When Lorey Giblin entered her first semester of college, she rocked pink hair, Converse designed a la Sharpie, and some low-hanging chains. Everyone else wore a suit at C.U.N.Y. Baruch, a school that prides itself on its business program and ambitious managerial-type students. Giblin was the first in her family to seek a college degree and, without any guidance on how to navigate the environment, the Queens native quickly lost her way.

After six years in school and four different majors, she’s finally figured it out. Now, sitting at a bar in New York City’s East Village on a brisk November night, Giblin, 24, looks poised, confident, and ready to take on the business world in a new entrepreneurial conquest. She graduated this past summer with a degree in English and a minor in Communications and, unlike many of her friends, experienced a stroke of magic from the employment fairy. Her self-made millionaire uncle was venturing into his third start-up and asked Giblin to come on board. The business is a dry salt therapy spa called Breathe Easy and in five years, she expects to be running the company.

“Not many people can say that they’re going to run and own a company,” says Giblin. “I’m kind of given this opportunity and it’s up to me to earn it, but I’m working from the ground up.” Her official title at Breathe Easy is “manager,” but as with any fledgling business, Giblin explains, titles are merely a formality; she also handles their P.R., communications, customer relations, and occasional chauffeuring. And with 11 percent of recent college grads (class of 2011-2013) currently unemployed in the United States, Giblin knows that even the occasional 14-hour workdays are a blessing. “My G.P.A. was not the best, and I’m and English major, and there are no jobs,” she admits, a New York accent rolling off her tongue. “I don’t know what I was going to do if this opportunity didn’t come, so I got kind of lucky.”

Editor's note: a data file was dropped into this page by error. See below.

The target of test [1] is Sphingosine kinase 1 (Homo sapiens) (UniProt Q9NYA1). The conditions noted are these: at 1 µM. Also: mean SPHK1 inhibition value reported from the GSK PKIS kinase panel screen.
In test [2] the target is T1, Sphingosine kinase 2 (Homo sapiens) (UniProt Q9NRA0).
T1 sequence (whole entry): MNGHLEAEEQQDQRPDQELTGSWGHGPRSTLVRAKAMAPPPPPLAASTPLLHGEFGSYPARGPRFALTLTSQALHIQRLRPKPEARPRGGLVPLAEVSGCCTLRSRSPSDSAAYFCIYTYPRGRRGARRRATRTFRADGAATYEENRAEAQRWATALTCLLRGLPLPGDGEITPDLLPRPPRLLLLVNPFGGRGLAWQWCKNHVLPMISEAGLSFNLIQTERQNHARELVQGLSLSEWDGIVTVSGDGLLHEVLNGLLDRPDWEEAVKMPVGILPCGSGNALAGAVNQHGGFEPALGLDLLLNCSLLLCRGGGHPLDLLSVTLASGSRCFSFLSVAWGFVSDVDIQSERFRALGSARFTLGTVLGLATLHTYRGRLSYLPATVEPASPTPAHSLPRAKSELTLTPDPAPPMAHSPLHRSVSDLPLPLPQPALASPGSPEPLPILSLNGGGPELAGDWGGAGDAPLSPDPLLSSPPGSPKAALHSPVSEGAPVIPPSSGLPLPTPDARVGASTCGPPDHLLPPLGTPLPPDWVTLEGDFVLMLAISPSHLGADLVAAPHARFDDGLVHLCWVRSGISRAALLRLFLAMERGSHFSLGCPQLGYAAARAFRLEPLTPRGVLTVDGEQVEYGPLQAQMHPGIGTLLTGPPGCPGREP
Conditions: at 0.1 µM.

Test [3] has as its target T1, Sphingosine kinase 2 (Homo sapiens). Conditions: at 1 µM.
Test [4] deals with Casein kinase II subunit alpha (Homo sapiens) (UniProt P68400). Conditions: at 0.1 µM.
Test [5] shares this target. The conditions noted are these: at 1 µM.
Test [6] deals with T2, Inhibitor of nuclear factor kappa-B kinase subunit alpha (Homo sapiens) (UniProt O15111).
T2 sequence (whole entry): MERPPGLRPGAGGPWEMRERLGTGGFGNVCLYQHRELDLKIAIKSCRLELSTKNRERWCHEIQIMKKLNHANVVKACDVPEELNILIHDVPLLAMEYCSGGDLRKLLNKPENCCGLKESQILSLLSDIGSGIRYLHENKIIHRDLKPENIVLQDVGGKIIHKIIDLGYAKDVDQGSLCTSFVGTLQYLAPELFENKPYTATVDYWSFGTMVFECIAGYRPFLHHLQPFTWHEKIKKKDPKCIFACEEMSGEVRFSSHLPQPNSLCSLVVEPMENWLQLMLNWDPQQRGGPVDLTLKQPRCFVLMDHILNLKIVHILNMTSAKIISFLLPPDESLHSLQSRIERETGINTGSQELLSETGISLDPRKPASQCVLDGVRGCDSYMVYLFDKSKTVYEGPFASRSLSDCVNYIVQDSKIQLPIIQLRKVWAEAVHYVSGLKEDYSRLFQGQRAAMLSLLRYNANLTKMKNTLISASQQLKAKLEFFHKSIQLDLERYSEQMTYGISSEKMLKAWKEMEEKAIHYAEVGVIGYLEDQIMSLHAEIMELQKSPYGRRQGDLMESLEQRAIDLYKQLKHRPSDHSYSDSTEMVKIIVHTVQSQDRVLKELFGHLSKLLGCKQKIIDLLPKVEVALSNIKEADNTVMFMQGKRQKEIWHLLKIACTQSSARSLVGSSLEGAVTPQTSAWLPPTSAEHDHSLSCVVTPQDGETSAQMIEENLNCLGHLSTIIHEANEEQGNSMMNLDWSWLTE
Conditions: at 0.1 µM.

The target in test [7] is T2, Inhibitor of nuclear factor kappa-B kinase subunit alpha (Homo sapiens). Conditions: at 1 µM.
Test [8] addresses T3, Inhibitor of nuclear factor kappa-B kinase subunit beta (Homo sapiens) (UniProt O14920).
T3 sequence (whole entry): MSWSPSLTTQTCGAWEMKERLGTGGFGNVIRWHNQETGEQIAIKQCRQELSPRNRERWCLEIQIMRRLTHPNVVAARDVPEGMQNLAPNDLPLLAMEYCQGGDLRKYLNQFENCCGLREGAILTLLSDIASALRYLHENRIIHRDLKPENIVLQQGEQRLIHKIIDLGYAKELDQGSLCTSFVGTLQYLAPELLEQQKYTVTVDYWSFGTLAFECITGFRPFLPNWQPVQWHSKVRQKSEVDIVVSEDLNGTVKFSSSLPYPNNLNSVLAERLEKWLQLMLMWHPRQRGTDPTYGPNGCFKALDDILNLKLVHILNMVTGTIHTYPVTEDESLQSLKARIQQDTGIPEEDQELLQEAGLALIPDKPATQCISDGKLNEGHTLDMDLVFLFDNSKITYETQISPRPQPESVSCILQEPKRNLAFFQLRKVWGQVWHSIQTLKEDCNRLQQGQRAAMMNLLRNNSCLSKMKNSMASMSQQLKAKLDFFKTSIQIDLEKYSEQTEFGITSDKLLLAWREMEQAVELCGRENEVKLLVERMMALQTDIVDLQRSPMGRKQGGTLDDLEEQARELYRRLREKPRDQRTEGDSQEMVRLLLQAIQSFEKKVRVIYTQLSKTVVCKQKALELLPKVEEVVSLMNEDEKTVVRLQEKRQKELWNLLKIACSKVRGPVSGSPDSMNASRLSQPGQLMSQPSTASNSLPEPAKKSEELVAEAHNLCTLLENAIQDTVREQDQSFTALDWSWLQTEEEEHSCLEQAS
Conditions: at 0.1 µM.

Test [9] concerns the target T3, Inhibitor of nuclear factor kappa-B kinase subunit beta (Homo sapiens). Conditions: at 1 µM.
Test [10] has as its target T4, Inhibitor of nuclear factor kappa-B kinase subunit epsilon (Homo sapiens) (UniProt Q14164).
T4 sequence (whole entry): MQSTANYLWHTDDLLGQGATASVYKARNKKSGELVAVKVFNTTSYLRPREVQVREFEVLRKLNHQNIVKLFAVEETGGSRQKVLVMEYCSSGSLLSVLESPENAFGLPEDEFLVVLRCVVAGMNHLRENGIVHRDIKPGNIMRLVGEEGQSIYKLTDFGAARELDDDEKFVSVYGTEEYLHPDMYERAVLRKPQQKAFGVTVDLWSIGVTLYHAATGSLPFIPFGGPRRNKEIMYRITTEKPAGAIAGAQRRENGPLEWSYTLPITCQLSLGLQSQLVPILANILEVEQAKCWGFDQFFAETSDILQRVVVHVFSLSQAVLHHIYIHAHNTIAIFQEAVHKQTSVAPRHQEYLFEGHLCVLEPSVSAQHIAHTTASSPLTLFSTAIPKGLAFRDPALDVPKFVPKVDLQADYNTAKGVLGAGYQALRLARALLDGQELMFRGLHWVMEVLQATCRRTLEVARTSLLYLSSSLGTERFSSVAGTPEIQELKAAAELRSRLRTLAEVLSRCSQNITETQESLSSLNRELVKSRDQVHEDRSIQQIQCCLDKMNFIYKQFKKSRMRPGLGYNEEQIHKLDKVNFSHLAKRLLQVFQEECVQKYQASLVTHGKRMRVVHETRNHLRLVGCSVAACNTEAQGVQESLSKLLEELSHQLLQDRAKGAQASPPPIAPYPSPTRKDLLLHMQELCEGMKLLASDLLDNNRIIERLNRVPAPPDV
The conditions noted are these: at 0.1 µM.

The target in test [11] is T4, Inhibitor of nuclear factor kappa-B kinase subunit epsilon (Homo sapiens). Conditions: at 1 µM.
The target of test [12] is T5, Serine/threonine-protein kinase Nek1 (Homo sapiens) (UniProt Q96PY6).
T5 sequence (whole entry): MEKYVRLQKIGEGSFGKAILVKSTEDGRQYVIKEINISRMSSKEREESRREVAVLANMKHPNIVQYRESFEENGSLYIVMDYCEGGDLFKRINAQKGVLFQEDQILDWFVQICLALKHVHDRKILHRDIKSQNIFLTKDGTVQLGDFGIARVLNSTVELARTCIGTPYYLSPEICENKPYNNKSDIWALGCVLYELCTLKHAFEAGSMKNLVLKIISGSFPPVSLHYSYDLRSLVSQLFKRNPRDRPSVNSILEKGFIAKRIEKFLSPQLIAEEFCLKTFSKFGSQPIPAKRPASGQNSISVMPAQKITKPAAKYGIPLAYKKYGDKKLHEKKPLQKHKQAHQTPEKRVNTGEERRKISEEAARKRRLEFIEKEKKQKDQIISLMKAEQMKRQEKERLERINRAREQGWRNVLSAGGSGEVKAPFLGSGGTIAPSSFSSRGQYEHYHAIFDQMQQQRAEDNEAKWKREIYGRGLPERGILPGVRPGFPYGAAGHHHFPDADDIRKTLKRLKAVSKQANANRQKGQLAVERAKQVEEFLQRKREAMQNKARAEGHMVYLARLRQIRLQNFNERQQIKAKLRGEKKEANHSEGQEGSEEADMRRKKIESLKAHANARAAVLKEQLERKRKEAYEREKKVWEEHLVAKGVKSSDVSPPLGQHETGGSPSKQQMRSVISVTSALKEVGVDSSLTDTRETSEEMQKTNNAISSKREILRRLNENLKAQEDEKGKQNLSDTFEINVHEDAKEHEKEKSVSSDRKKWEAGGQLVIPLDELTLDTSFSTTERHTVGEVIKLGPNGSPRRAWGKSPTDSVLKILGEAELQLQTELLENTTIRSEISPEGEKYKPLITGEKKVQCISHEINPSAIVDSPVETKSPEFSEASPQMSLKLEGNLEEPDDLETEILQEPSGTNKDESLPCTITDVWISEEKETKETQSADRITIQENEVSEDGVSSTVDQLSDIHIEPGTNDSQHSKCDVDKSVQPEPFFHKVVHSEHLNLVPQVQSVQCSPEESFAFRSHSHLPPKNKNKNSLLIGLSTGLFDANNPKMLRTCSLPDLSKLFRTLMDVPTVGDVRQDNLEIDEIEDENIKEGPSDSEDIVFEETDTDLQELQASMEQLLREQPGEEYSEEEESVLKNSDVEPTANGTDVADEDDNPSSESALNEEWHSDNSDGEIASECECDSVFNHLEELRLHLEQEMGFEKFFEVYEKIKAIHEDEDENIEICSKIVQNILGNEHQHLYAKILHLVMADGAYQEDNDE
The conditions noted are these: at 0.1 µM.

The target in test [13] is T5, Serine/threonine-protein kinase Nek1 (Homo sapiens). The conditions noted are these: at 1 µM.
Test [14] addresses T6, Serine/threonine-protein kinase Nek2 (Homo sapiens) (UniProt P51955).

More than luck, Giblin seems different from the college student she described herself as—queen of the local bar and never one to kick it with the kids who studied. “I’ve never been responsible, I’ve always been reckless, I’ve always lived in the moment,” says Giblin. Now the pink hair, along with the devil-may-care attitude, is a thing of the past; Giblin instead wears her natural blond locks in a long slick ponytail—assertive hair for an assertive young woman. She speaks loudly, as if in combat with the bar music, but clearly winning the fight. Three months into her new career, Giblin has paid off her credit card debt, planned out a budget, and even started leasing a car.

Instead of partying the weekend away, she stays in to catch up on work and brainstorm marketing ideas for Breathe Easy. A good deal of her time is spent putting together media lists, writing blog posts, updating social media, and getting the word out about salt therapy: “an effective way to naturally treat all kinds of health conditions, from skin problems to upper and lower respiratory conditions,” according to Breathe Easy’s website.